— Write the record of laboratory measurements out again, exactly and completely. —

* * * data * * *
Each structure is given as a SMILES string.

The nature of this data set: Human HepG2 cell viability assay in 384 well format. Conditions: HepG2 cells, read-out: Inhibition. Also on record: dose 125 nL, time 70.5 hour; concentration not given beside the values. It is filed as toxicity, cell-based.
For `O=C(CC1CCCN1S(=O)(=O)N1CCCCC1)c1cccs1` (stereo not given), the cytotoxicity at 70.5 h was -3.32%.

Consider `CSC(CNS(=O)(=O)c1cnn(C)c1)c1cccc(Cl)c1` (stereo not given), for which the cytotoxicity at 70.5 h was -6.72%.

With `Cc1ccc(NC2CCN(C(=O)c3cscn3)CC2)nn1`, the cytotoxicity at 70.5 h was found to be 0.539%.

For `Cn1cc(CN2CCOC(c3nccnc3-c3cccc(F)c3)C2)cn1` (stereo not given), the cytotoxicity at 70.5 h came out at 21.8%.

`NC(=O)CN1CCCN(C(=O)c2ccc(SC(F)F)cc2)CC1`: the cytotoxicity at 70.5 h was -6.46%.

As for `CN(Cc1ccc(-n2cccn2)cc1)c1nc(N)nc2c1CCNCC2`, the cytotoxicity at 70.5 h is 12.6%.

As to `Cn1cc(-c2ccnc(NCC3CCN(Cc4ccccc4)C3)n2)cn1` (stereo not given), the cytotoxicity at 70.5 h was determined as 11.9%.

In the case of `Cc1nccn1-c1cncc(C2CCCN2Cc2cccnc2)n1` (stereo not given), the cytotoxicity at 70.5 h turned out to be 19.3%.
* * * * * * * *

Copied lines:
Each structure is given as a SMILES string.

The nature of this data set: Human HepG2 cell viability assay in 384 well format. Conditions: HepG2 cells, read-out: Inhibition. Also on record: dose 125 nL, time 70.5 hour; concentration not given beside the values. It is filed as toxicity, cell-based.
For `O=C(CC1CCCN1S(=O)(=O)N1CCCCC1)c1cccs1` (stereo not given), the cytotoxicity at 70.5 h was -3.32%.

Consider `CSC(CNS(=O)(=O)c1cnn(C)c1)c1cccc(Cl)c1` (stereo not given), for which the cytotoxicity at 70.5 h was -6.72%.

With `Cc1ccc(NC2CCN(C(=O)c3cscn3)CC2)nn1`, the cytotoxicity at 70.5 h was found to be 0.539%.

For `Cn1cc(CN2CCOC(c3nccnc3-c3cccc(F)c3)C2)cn1` (stereo not given), the cytotoxicity at 70.5 h came out at 21.8%.

`NC(=O)CN1CCCN(C(=O)c2ccc(SC(F)F)cc2)CC1`: the cytotoxicity at 70.5 h was -6.46%.

As for `CN(Cc1ccc(-n2cccn2)cc1)c1nc(N)nc2c1CCNCC2`, the cytotoxicity at 70.5 h is 12.6%.

As to `Cn1cc(-c2ccnc(NCC3CCN(Cc4ccccc4)C3)n2)cn1` (stereo not given), the cytotoxicity at 70.5 h was determined as 11.9%.

In the case of `Cc1nccn1-c1cncc(C2CCCN2Cc2cccnc2)n1` (stereo not given), the cytotoxicity at 70.5 h turned out to be 19.3%.